2007 Santa’s Little Messenger Race

This year, like last, I decided to hold the Santa’s Little Messenger Bicycle Race benefiting Atlanta’s Toys For Tots program. The concept behind the race is that individuals and businesses around town, who were going to donate a toy to Toys For Tots, register the toy with me via a web form instead of finding a local drop off point. Then, on the day of the race, riders picked up the toys and returned them to the “base”. Two categories of racers (solo and two-person teams) competed to earn the most “toy miles”.

The race began almost immediately with a terrible rain storm but all the riders really toughed it out and did a great job. This year, seventeen racers (six teams and five solo racers) collected 96 toys. The complete results are available on Faster Mustache.org.

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Performance Testing NXT’s Ultrasonic Range Finder

I have plans to utilize the Lego NXT system for several upcoming robotics projects. The success of these projects depends on the capabilities of the kit’s ultrasonic (US) range finder. I created a test rig with the US sensor and NXT brick and conducted several experiments in order to characterize the sensor.


Test rig: wood block, measuring tape, protractor, US sensor, NXT brick (from left to right).
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SLAM-5 Bot part 1: The Hardware

I recently purchased Lego’s new NXT hobbyist robotics kit. After familiarizing myself with the basic layout of the command module, available hardware and sensors, and third-party programing languages by building several single-task robots, I decided to use the NXT as a forum for my studies in SLAM robotics. As I have previously quoted, Dr. John Leonard of MIT says,

The problem of SLAM is stated as follows: starting from an initial position, a mobile robot travels through a sequence of positions and obtains a set of sensor measurements at each position. The goal is for the mobile robot to process the sensor data to produce an estimate of its position while concurrently building a map of the environment.

My goal and new perspective on the problem is to design a system which is as simple as possible. I immediately realize that much of the complication in SLAM systems lays in the timeliness with which the system processes information in real time. I know that some compromise between speed and simplicity had to be established, and in pursuing the most simple system, I am willing to sacrifice a lot in speed. So I have created what I am calling the “slam five robot”. The real acronym is S.S.S.S.S.L.A.M. which stands for “super-simple, super-slow, simultaneous localization and mapping robot”.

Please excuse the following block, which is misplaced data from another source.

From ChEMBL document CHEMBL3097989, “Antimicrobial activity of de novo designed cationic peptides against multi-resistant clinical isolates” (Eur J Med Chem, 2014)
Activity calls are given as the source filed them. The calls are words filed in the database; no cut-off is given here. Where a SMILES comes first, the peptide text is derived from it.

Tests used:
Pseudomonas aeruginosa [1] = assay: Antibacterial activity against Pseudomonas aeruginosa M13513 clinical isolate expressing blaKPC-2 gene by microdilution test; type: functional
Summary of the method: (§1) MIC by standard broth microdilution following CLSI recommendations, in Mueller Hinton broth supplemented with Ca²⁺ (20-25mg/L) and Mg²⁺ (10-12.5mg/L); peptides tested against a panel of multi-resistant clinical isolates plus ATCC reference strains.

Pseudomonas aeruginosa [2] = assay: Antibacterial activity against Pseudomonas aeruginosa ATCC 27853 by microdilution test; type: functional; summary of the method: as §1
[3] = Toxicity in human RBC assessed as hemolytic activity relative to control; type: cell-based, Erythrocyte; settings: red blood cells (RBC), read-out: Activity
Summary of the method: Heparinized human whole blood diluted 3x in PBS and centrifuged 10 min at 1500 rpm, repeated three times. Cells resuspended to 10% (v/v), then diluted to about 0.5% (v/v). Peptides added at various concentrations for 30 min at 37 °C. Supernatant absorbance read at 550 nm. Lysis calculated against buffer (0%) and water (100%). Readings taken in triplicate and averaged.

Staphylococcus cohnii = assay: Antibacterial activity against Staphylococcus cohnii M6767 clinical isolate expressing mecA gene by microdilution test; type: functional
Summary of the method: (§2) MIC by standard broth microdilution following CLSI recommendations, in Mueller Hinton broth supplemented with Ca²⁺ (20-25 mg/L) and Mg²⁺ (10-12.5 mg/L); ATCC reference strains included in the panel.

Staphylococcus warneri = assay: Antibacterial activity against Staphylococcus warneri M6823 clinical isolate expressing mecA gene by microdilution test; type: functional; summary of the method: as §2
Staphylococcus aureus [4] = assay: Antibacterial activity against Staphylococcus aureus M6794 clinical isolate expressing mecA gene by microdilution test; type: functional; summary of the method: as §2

The system consists of three components: the physical hardware of the robot, the control algorithm which guides the hardware and sensors, and the post processing algorithm which interprets the sensor data. I begin here by describing the hardware and sensor setup.


Front view of the SLAM-5 bot, showing ultrasonic range finder and wiring for the drive motors.

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Meerkats Slay Muddy Buddy

This weekend, I was part of Team Meerkat in the Atlanta Muddy Buddy with my friend Katie Davis. The race was held at the Georgia International Horse Park in Conyers, GA. We won our division (Coed 45 and Under) and placed 21st overall out of 740 teams which finished. The race is one in which a 6-7 mile course is divided into five stages. For each stage one teammate mountain bikes and the other runs. Then at the stage intervals, the teammates switch positions and carry on for the next stage. Teammates are not required to stick together. In fact Katie and I only saw each other twice through out the race.
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NYC: Bike Punks and Coffee Geeks

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© demon cat

Back in February, I traveled to New York City to participate in Monstertrack and investigate the 3rd wave coffee shop scene. I drove up with my friends Seth, Gregg, and Chris. We left Atlanta at 4pm on Thursday and drove throughout the night, arriving in Manhattan about 10 am Friday morning. As soon as we pulled into the parking garage, we assembled our bikes and took off to explore the city. We had plans to stay with NY messengers Pablo and Victor, who were organizing the race, so first we dropped off most of our gear at Pablo’s house in the Lower East Side.

The race, which wouldn’t be until the next day, consisted of eleven checkpoints. Five of them were released on the internet several weeks prior, so the four of us decided to pinpoint their exact locations. Furthermore, I knew that I would need a bike helmet for the race so our next stop was one of the checkpoints: a track bike-only shop called Trackstar.
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